Many of those people will visit their primary care physician or a psychiatrist and report symptoms of depression, anxiety, fatigue, insomnia, and fuzzy thinking. They might receive a diagnosis of major depression, general anxiety, or bipolar disorder, and leave the doctor’s office with prescriptions for antidepressants, mood stabilizers, sedatives, or all three.

    The drugs might abate some of the symptoms, but the underlying illness will remain untreated.

    Dana Trentini, mother of two, was diagnosed with hypothyroidism the year following the birth of her first son in 2006. She was overwhelmed with fatigue. Her pregnancy weight was impossible to lose.

    Her hair began to fall out. And kidney stones landed her in the emergency room. She was treated by a leading endocrinologist and became pregnant again; however, her thyroid stimulating hormone (TSH) reached levels far above the recommended reference range for pregnancy and she miscarried.

    In October 2012, she launched the blog “Hypothyroid Mom” to help educate others about thyroid disease.

    “The mission of Hypothyroid Mom is clear — to drive awareness,” she writes on her blog. “The Thyroid Federation International estimates there are up to 300 million people, mostly women, with thyroid dysfunction worldwide, yet over half are unaware of their condition.”

    Everyday Health featured Hypothyroid Mom in January 2014 for Thyroid Awareness Month: “How Mom’s Thyroid Problems Can Hurt Baby.” It is Dana’s life mission to bring about universal thyroid screening in pregnancy.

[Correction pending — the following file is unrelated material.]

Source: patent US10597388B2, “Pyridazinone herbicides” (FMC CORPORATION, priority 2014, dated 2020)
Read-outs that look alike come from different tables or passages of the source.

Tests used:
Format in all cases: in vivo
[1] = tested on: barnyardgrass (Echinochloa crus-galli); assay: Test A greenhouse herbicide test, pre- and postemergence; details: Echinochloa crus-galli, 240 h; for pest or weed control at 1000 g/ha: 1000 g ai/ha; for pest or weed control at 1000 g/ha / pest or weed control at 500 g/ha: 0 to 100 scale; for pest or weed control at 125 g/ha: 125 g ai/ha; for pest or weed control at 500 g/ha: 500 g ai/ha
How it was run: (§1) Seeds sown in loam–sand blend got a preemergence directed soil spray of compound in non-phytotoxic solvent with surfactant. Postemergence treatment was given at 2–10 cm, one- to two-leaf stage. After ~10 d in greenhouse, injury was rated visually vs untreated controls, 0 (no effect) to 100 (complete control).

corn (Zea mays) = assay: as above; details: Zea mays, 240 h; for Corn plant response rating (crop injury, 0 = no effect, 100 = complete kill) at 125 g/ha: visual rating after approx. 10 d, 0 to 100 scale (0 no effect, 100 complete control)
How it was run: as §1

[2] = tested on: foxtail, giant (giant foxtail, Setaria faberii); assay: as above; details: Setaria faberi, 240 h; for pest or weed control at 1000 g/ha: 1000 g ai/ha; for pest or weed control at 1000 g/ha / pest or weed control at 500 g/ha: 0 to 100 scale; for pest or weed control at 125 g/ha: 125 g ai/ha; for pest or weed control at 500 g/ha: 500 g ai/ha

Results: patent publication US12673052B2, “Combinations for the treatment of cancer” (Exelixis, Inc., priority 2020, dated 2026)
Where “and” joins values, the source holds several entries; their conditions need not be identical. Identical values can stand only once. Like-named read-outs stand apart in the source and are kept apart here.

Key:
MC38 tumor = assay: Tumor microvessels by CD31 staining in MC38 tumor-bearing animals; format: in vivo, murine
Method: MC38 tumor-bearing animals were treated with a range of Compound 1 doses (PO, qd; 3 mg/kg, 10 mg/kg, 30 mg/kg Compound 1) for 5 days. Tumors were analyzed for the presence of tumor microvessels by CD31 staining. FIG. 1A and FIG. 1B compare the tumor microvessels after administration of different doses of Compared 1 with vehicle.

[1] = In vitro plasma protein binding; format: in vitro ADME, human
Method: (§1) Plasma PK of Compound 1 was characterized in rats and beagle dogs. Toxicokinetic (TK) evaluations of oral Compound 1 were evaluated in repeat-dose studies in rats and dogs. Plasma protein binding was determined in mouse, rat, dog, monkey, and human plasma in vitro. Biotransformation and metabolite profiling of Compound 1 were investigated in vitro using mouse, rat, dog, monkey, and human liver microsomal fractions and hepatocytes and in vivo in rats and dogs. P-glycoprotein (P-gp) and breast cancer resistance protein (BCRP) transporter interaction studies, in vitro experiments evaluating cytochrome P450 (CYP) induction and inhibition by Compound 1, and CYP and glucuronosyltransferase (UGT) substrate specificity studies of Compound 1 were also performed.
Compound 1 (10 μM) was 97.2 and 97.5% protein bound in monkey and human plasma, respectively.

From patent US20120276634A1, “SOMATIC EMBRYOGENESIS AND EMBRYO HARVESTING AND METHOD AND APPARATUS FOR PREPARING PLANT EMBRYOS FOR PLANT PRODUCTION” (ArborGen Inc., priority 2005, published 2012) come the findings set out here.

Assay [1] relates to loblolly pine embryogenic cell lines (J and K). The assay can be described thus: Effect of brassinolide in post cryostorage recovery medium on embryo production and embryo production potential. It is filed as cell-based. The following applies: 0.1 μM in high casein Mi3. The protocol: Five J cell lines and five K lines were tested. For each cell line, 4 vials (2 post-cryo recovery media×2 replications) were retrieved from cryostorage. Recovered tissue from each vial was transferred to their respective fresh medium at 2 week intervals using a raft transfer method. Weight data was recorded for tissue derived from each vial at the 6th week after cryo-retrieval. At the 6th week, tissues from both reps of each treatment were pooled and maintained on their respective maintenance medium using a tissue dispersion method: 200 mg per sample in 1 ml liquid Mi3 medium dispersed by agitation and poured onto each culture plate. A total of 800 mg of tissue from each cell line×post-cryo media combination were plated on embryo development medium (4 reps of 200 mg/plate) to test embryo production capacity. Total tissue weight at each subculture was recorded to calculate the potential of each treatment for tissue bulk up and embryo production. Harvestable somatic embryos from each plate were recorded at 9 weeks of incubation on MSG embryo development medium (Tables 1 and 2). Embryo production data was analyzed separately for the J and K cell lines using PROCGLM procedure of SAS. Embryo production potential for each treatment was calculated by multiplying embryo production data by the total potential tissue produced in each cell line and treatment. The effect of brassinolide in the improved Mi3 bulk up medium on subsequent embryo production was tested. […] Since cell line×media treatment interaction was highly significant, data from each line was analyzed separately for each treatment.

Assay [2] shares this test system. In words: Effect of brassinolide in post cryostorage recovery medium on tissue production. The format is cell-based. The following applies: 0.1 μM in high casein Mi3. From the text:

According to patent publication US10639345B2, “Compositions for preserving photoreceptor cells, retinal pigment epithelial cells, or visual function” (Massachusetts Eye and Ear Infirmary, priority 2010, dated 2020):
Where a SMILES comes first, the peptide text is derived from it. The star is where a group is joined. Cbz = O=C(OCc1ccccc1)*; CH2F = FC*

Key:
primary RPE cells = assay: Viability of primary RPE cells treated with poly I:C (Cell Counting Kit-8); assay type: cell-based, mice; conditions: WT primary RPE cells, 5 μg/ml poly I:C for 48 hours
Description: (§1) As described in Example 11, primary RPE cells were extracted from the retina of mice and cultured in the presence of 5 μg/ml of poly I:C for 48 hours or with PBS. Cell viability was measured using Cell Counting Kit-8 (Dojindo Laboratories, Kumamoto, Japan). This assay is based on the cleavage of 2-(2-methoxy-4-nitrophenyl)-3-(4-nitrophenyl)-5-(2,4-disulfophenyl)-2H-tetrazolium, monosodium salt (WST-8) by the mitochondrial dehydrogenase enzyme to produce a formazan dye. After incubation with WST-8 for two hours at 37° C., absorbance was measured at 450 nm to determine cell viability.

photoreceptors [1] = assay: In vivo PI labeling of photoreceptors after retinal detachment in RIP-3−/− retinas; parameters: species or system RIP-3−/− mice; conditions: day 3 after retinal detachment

“I will save babies in memory of my lost child,” she writes.

    A friend led me to her fascinating post, “Mental Disorder or Undiagnosed Hypothyroidism?” In this post, she features a letter from one of her readers who was diagnosed with bipolar disorder and pumped full of meds, ready to undergo electroconvulsive therapy (ECT).

    The woman, Jana, writes: “Finally after four years of bipolar medications to the max, a close family member was diagnosed with hypothyroidism so my doctor tested me, too. I have a family history of thyroid disease. I was diagnosed with hypothyroidism.”

    And then she says something that makes me think all persons taking antidepressants and mood stabilizers should have their thyroid checked: “Every single time I attend a bipolar support group, I ask everyone if they are hypothyroid and every time half the people raise their hand and the other half have no clue what it is and they don’t know if they have been tested.”